Alignment of 16S sequences is complicated by the prevalence of insertions and deletions, and this gene is less variable than COI . Nevertheless, our results indicate that even using an uncritical automated alignment this gene has a higher potential than COI to assign vertebrate sequences to the level of classes and orders.
The 16S gene is a highly conserved mitochondrial marker but mutations are common in some variable regions, corresponding to loops in the ribosomal RNA structure. In amphibians, where many species are relatively old entities , this ensures a sufficient amount of mutations among species. Our results for amphibians, and previous experience with fishes, reptiles and mammals, indicates that 16S is sufficiently variable to unambiguously identify most species.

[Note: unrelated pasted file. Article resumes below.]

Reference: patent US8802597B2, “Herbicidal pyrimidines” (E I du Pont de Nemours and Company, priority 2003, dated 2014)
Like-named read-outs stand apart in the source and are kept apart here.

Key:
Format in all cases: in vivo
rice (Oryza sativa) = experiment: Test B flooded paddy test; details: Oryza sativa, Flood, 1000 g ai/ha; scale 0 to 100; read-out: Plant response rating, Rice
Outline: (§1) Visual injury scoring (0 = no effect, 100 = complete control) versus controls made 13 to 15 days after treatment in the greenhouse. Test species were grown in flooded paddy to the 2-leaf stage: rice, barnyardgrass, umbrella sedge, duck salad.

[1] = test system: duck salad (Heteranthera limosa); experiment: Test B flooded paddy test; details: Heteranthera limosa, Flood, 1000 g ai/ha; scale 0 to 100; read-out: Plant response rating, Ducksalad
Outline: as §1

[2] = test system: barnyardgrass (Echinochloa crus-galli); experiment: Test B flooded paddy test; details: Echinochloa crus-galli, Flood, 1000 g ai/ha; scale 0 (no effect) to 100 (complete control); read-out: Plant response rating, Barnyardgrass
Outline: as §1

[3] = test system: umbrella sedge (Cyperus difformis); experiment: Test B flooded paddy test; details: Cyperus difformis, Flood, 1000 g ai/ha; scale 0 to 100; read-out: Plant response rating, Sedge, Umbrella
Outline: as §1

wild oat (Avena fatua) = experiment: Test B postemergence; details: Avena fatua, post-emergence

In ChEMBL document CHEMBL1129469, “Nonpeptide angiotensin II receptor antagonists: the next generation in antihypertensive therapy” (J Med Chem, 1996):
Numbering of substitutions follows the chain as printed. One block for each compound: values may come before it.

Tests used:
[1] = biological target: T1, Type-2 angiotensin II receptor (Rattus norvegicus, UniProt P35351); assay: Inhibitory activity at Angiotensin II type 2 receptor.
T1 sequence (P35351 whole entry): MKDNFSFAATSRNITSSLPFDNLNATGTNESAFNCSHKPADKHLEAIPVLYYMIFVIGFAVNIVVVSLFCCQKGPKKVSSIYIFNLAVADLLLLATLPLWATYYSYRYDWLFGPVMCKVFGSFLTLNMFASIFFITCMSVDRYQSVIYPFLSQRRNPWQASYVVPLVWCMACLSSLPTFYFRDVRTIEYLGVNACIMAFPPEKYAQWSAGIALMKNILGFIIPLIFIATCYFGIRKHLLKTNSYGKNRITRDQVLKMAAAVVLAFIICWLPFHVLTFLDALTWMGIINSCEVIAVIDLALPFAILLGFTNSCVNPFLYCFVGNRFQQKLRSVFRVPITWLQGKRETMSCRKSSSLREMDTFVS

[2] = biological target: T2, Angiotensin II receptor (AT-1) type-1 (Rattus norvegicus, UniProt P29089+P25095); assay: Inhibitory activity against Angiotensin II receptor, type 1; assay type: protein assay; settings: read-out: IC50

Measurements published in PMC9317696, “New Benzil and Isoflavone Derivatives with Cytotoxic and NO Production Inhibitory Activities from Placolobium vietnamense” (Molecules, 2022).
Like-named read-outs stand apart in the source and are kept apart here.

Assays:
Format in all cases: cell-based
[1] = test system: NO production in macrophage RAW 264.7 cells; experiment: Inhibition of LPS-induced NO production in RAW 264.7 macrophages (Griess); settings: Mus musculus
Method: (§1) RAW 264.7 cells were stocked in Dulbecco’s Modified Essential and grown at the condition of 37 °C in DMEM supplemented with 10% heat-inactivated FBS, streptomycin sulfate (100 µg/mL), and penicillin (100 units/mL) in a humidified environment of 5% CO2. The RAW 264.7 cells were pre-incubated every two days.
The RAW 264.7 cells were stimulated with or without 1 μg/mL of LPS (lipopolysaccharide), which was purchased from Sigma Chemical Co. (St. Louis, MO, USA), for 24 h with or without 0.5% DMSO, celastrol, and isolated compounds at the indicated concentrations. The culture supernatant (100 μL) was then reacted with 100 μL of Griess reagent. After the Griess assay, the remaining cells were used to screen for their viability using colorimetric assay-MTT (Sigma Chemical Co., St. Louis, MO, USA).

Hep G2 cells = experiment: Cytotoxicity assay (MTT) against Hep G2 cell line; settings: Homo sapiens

A further mitochondrial gene that has been widely used in amphibian phylogenetic and phylogeographic studies is cytochrome b. This gene can easily be amplified in salamanders and archaeobatrachian frogs using primers that anneal with adjacent tRNA genes. However, neobatrachian frogs (the wide majority of amphibian species) are characterized by rearrangements of the mitochondrial genome [25, 26], and cytochrome b in these species borders directly to the control region. Although cytochrome b primers are available that work in many neobatrachians [27, 28], they are not fully reliable. According to our own observations in mantellid frogs, these primers may amplify this gene in one species but fail in other closely related species, presumably because of mutations at the priming sites and similar to the COI primers tested here.